This summer, it is my goal to have as much fun as possible without spending any more money. I bought a family pool pass for the summer, which was way too much money, in my opinion, given the hours the pool is open and how often it's closed due to thunderstorms, but beyond that, I have no intention of spending any more money.
That means no trips to Thanksgiving Point (a local attraction that consists of a few museums, beautiful gardens, an agricultural learning area, a movie theater, and lots of shops), no trips to the zoo, no trips to the aquarium. That means no taking any summer classes beyond the private trumpet/trombone lessons I signed the boys up for to keep them practicing over the summer for band. It means no lunches out and even no stopping at the snow cone shack for a cold treat on a hot day. It also means no road trips to visit family or friends. What it means is only doing activities that cost no money at all.
What on earth does that leave to do? In society's eyes, probably not a lot. I've noticed that the fun most people post on Facebook that they have tend to be activities that cost money. Not that any of that is bad; it's not. But I have taken a good look around and realized that there is so much to do that can be done for free, or even really cheap.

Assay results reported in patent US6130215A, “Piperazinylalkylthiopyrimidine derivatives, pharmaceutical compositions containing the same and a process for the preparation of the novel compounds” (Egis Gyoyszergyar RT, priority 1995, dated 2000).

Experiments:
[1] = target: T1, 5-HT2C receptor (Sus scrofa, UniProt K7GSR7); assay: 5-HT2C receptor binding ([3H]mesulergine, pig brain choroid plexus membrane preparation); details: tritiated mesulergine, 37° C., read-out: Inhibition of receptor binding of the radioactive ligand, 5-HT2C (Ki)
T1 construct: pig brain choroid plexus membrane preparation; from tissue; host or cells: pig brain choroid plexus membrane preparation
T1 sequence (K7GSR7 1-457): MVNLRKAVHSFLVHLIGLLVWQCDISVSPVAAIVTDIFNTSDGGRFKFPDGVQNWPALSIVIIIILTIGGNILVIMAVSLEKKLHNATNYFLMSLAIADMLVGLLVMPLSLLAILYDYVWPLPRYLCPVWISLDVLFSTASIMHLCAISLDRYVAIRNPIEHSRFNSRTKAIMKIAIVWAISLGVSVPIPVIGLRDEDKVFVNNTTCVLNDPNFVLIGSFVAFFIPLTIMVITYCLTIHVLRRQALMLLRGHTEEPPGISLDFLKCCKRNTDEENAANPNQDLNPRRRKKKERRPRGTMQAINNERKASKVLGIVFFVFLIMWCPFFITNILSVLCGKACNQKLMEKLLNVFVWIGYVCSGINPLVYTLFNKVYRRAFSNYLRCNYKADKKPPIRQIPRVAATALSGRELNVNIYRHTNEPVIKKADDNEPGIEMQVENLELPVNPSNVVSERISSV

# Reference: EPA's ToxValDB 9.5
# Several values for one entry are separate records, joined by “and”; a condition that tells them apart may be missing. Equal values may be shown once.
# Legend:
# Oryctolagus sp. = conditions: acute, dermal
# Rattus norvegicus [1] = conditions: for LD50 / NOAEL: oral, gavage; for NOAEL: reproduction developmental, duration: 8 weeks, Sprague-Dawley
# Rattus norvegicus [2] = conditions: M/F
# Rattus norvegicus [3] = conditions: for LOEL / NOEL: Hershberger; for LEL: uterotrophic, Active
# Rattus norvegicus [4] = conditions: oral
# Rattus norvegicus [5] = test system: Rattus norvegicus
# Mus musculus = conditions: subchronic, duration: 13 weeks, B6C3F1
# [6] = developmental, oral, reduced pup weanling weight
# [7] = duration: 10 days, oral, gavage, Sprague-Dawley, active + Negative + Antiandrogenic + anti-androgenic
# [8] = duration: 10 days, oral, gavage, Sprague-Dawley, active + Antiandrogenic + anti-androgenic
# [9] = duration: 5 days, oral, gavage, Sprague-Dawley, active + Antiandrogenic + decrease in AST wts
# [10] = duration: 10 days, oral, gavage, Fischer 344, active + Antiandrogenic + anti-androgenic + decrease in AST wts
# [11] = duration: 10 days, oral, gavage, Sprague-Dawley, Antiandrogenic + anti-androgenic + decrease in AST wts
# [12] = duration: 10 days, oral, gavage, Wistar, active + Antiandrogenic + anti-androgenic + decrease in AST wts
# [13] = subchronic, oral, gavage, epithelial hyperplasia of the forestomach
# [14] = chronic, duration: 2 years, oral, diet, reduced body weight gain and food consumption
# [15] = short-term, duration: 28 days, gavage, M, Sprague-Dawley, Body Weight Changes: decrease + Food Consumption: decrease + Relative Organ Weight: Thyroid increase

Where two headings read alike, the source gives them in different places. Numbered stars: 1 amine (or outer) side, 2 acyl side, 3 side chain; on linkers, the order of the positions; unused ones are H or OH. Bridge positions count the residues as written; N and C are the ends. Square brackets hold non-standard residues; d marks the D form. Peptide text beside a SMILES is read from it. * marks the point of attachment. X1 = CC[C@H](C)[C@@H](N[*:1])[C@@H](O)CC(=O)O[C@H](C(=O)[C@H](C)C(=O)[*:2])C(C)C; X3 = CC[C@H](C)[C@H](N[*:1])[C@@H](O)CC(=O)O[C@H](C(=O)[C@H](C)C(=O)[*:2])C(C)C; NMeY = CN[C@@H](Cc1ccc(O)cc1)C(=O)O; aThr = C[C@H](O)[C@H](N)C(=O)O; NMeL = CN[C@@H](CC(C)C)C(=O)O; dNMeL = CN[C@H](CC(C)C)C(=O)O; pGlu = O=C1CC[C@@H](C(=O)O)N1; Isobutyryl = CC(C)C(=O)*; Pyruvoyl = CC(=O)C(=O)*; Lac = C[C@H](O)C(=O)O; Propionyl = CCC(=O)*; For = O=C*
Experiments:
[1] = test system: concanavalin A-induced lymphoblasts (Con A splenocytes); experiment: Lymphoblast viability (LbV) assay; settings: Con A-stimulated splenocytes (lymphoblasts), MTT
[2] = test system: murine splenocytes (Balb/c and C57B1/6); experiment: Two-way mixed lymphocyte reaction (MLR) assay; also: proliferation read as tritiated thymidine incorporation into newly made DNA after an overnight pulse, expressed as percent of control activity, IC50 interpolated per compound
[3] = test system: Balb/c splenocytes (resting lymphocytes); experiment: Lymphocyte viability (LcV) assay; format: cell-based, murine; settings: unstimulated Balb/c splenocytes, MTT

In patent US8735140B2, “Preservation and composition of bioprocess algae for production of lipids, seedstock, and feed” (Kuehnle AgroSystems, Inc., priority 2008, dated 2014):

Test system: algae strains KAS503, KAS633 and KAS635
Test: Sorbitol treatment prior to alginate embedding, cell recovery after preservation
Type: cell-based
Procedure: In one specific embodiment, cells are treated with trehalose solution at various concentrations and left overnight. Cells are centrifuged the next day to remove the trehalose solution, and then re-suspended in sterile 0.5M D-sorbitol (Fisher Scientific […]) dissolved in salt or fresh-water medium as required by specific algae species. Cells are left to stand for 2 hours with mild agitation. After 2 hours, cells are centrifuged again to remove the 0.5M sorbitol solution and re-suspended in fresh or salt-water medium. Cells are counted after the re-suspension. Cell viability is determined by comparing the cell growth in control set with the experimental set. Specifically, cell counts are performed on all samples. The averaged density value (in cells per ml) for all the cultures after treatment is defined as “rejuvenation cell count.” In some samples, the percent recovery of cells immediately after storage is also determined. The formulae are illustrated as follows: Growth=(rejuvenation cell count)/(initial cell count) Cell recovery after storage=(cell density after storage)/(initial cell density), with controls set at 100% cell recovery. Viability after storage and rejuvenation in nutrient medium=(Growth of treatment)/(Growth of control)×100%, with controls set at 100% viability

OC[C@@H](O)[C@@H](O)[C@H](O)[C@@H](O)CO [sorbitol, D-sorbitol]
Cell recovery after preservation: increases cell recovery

Here is a my list of things to do so far:
--BYU has several museums that are free: The Museum of Art, The Monte L. Bean Science Museum, and a natural history museum.
--There are lots of places to hike in the mountains around here (most of which I still have to discover because I don't know where kid-friendly hikes are)
--Blackridge Reservoir, which is a small man-made lake that we can swim in
--Many biking trails in our city
--Many new parks to explore
--Downtown SLC--Temple Square and some adjacent areas, like the Church History Museum and hiking up to Promontory Point.
--Free concerts/movies in the park hosted by the city
--Free parades, fairs and firework events throughout the summer
Then, of course, there is good, old-fashioned playing in a field: baseball, soccer, tag, etc. and other outdoor activities that can be done with a group of kids (six siblings and a mom count!), like chalk drawing, four square, basketball, bike games, setting up a lemonade/snow cone/other cold treat stand, and many, many more.
When I was growing up, we used to keep ourselves pretty well entertained in the summers without our parents carting us around to museums, aquariums, and zoos and other venues. Somehow, we all managed to come out of it okay and not bored. Somehow we kept busy and out of trouble and had a lot of fun.
So I'm going to focus this summer on a throwback to old times. I'm not even doing my usual "summer learning" . My kids have been in school since last July and they need a real break. Aside from 30 minutes of daily reading and instrument practicing, they are free to play to their hearts content.
Ah, summer. Good times!